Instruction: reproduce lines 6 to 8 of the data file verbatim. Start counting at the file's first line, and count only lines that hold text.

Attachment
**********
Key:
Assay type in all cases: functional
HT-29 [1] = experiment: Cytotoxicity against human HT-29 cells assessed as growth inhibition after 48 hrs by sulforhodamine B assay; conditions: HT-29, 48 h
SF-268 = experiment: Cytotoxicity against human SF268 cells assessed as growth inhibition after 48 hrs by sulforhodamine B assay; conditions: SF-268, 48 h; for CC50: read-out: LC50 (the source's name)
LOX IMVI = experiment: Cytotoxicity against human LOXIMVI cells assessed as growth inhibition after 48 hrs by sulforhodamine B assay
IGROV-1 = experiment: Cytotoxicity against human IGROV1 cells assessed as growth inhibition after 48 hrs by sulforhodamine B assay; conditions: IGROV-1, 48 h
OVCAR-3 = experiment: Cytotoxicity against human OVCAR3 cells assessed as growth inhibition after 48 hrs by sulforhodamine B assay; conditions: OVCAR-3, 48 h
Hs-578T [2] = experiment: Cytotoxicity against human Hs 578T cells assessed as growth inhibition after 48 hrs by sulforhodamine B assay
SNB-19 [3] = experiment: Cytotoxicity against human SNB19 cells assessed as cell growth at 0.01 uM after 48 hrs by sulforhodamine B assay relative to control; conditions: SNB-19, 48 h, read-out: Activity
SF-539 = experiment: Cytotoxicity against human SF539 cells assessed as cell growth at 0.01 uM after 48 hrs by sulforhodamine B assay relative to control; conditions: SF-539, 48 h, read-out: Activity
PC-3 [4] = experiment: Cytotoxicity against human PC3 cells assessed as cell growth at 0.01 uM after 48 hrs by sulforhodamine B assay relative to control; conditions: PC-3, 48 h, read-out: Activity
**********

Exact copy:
IGROV-1 = experiment: Cytotoxicity against human IGROV1 cells assessed as growth inhibition after 48 hrs by sulforhodamine B assay; conditions: IGROV-1, 48 h
OVCAR-3 = experiment: Cytotoxicity against human OVCAR3 cells assessed as growth inhibition after 48 hrs by sulforhodamine B assay; conditions: OVCAR-3, 48 h
Hs-578T [2] = experiment: Cytotoxicity against human Hs 578T cells assessed as growth inhibition after 48 hrs by sulforhodamine B assay